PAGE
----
• Purpose: To discuss and elucidate the countless inaccuracies of recent studies promoting the idea of global warming and their political ramifications.
  • COMMUNITY 2:
    • Purpose: advertise go-green initiatives, discuss tips to reduce carbon footprint, create new campaigns to fight the effect of global warming.
These two communities are both technically about global warming but have radically different purposes. Take some time and consider the purpose of your forum, and how it contributes to a unique and personal atmosphere.

It will help to recall the specific impulse that made you desire to start a forum, what experiences or self attitudes made you feel you could offer an environment that was not at the time available to you?


NEXT UP

We’ll continue with the idea of sociability and explore how it offers a more in depth framework for you to assess the current state and future growth of your community.

SOURCES

Preece, J. (2001) Sociability and usability in online communities: Determining and measuring success Behavior and Information Technology Journal, 20, 5, 347-356.

Last edited by Guest190829; 29 Aug 2011 at 02:28.. Reason: Added a final paragraph to the Introduction paragraph summarizing the intent and scope of the article.
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Old 25 Aug 2011, 15:33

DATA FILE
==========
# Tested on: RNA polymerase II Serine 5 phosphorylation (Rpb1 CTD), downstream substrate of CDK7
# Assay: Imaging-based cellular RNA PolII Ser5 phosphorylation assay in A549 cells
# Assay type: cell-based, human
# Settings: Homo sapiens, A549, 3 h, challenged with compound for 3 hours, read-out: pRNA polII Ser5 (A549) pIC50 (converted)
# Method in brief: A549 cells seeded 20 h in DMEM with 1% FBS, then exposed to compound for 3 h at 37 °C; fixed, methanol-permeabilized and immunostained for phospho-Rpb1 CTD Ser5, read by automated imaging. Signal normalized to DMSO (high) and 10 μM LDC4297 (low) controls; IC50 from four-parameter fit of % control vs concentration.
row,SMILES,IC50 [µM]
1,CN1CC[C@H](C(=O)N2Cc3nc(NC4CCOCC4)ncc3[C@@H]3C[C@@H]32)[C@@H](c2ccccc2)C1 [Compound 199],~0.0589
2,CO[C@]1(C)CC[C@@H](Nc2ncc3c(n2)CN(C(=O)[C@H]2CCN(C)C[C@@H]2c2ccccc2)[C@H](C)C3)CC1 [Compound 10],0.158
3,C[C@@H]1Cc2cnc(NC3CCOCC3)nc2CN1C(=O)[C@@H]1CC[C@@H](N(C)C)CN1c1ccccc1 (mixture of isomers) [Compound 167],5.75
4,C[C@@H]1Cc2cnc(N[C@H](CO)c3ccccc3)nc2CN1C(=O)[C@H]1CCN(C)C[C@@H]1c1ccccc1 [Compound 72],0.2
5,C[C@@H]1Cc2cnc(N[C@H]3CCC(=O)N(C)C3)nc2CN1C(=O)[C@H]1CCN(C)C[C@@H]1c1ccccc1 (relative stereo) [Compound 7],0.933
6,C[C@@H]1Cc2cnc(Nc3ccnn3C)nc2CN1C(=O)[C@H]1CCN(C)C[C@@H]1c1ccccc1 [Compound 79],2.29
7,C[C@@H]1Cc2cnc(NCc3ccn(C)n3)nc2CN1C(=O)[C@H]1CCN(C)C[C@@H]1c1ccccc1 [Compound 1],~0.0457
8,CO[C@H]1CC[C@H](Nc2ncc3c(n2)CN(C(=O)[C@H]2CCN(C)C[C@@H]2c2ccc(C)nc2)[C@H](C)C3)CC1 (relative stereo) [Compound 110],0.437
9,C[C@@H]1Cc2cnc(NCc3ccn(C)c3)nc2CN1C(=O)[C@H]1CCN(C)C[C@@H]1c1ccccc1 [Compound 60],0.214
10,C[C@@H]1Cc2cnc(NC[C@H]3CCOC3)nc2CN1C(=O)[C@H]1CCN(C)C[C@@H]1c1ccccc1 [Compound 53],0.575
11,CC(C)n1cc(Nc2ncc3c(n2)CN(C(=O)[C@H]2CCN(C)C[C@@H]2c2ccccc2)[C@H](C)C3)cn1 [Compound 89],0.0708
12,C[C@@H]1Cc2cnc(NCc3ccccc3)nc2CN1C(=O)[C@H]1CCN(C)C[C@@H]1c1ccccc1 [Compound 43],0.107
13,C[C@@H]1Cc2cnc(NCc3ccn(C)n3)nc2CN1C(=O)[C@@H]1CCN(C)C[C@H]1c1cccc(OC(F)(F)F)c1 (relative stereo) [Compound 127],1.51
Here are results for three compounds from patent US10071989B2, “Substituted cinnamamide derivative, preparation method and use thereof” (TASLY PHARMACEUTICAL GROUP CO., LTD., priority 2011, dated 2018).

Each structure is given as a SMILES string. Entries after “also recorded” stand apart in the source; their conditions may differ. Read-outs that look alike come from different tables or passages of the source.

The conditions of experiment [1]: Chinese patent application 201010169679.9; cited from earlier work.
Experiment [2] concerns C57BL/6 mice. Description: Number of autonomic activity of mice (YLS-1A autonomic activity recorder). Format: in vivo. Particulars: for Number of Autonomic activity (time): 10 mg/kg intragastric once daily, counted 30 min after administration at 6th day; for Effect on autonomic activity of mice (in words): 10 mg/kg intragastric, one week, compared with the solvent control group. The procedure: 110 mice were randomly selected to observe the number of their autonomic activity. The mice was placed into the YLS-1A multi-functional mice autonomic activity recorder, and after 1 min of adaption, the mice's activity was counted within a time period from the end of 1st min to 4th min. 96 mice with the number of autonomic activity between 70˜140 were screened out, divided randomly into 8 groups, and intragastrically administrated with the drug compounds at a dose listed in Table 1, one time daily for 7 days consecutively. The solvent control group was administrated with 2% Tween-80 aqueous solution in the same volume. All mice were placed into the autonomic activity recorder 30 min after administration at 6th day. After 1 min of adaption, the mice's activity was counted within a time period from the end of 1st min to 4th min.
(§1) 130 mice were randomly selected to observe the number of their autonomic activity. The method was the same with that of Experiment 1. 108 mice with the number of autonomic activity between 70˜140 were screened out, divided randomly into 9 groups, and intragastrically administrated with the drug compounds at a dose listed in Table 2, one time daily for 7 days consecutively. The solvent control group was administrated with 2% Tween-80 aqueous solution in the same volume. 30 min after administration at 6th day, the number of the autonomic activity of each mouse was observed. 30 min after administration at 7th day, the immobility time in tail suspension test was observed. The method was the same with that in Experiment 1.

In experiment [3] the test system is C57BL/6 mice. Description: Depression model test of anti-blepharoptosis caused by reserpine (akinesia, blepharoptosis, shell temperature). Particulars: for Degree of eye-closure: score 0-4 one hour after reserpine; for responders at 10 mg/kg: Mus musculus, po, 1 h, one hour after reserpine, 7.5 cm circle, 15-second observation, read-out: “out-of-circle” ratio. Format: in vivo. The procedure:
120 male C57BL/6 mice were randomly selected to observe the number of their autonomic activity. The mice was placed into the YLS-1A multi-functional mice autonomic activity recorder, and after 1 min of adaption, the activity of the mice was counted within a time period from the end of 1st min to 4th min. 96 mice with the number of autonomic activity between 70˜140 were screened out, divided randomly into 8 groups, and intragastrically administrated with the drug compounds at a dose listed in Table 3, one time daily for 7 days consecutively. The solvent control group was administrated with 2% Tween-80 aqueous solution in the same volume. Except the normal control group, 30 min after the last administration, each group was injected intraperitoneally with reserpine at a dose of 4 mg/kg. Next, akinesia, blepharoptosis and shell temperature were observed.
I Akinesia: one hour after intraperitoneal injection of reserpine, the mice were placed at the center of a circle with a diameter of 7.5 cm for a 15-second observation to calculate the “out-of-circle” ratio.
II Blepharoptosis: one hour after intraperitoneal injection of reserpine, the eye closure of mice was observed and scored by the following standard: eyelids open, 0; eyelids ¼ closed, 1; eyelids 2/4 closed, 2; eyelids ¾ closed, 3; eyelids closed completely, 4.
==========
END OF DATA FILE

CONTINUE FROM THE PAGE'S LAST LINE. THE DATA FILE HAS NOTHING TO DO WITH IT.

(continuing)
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Princeton Princeton is offline
 
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Real name: Joe Velez
Thanks for the article - good read.

(It's great seeing you around again.)
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Last edited by Princeton; 25 Aug 2011 at 15:38.
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Old 25 Aug 2011, 19:17
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Thanks Joe! Yes, I'm hoping to be a bit more active these days .
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Old 15 Oct 2011, 18:48
Spearmax Spearmax is offline
 
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Thumbs up

Originally Posted by Danny.VBT View Post
A big consequence in the wake of social media is a shift away from the old adage that content is king. There’s a new, more pivotal, layer you must now consider: how you can balance content with interactivity, a metric which we will call sociability*. It’s important to make sure your community can prosper before it can grow. This means carefully analyzing the social mechanics of your community, which is the true niche of your community, not what theme or topic your forum focuses on!
Excellent Point!